On average, Social Security retirement benefits replace roughly 40% of a worker’s pre-retirement salary Social Security in retirement. Accessed May 5, 2023.

How Social Security retirement benefits are calculated

In general, two factors determine the size of your Social Security retirement benefit:

  1. How old you are when you begin receiving Social Security benefits.

  2. How much you earned and contributed to Social Security during your 35 highest-earning years.

Because the calculations rely on a person's highest 35 years of earnings, workers with higher salaries will likely receive higher Social Security retirement benefits than workers with low earnings or years spent out of the workforce. However, additional benefits such as spousal benefits may help compensate.

Estimate your Social Security retirement benefits

Your actual benefit may be lower or higher than estimate made with this calculator, because it does not take into account your actual earnings history.

We assume you have earnings every year until you begin receiving Social Security benefits. If you had several years of noncovered employment or your earnings changed significantly from year to year, this calculator will overestimate or underestimate your benefit.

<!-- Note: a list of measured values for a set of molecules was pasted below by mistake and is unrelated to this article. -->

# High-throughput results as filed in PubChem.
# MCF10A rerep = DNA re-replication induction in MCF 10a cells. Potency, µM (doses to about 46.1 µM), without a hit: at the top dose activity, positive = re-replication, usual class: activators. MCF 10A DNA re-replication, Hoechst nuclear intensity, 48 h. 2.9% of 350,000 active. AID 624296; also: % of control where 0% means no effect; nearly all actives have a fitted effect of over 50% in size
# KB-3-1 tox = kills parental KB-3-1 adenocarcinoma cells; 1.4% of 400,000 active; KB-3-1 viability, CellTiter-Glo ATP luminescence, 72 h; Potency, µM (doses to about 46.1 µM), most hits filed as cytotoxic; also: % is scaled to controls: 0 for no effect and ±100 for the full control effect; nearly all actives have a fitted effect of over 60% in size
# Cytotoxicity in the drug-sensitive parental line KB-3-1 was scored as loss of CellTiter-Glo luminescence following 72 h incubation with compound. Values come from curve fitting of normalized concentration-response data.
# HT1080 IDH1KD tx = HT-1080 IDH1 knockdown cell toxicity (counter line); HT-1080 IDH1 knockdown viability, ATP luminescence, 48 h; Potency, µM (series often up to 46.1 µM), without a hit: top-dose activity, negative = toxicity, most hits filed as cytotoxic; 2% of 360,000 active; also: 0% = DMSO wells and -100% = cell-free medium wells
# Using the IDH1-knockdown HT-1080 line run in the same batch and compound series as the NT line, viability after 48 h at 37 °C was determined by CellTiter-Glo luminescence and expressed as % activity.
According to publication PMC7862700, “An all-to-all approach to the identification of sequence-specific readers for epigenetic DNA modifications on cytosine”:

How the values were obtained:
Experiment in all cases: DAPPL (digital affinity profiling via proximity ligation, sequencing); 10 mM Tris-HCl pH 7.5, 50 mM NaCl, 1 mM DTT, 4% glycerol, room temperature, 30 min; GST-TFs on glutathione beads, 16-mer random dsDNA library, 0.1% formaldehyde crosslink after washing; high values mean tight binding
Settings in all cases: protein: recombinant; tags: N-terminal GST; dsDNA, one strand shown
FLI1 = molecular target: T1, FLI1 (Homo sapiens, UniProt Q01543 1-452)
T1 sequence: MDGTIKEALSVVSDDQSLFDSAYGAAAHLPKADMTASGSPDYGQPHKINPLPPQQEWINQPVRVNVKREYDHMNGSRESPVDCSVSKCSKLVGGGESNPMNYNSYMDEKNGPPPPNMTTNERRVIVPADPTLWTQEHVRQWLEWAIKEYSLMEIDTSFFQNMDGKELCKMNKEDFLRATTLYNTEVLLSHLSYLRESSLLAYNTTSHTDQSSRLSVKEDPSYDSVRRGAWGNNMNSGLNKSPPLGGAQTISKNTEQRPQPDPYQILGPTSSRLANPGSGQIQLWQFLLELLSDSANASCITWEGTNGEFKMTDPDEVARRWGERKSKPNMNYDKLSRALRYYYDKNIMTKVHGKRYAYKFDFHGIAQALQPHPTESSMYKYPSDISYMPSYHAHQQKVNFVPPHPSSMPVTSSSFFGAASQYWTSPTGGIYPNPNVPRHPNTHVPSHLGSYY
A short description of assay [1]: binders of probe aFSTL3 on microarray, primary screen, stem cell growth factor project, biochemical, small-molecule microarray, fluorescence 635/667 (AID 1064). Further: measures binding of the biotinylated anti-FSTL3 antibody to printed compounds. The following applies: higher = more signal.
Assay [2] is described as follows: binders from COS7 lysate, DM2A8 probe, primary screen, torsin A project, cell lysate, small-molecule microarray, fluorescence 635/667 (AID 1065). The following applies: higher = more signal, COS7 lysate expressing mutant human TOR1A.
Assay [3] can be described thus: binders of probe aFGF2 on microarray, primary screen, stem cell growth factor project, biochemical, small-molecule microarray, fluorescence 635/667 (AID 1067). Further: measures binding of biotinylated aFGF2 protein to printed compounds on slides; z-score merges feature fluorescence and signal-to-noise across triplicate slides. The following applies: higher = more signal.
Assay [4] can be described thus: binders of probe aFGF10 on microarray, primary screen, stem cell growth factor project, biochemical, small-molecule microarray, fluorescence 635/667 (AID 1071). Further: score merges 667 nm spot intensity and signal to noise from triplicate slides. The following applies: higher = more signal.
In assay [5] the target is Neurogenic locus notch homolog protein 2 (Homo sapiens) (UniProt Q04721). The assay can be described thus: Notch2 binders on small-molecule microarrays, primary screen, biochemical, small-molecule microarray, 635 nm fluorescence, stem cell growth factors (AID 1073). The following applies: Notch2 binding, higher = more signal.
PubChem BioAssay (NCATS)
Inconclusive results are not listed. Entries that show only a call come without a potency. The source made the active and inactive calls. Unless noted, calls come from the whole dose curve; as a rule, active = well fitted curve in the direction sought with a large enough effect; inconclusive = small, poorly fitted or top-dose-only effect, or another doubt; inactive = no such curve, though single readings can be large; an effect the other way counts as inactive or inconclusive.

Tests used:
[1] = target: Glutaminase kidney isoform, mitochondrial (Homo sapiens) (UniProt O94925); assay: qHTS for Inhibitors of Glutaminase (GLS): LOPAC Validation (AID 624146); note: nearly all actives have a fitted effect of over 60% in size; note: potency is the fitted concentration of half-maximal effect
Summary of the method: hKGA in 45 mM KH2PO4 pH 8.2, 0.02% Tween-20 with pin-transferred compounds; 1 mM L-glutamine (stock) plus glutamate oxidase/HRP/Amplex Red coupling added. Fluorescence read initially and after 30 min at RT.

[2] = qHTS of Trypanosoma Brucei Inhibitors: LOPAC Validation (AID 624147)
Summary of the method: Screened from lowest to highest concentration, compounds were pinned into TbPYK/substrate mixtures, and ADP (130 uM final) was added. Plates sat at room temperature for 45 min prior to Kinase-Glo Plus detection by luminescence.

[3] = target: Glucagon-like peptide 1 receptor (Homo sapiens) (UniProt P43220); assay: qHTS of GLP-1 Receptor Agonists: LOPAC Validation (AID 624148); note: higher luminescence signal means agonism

Desired age to begin Social Security

You will qualify for benefits at age 62.

When can I collect Social Security?

You can claim Social Security as early as age 62 (Medicare, on the other hand, is available at age 65). But the longer you remain in the workforce, the larger your monthly Social Security retirement benefit may be.

  • If you retire before reaching full retirement age, the Social Security Administration permanently reduces your benefit.

  • If you wait until your full retirement age to start collecting Social Security retirement benefits, you can receive 100% of your monthly retirement benefit.

  • If you wait until after full retirement age to start collecting benefits, the Social Security Administration increases your benefit by up to 8% for every year you wait (up to age 70).

Here’s a breakdown of how your benefits are reduced if you retire before your full retirement age:

Full retirement age for Social Security

Year you were born

Full retirement age

If you start receiving benefits at 62, your retirement benefit is reduced by...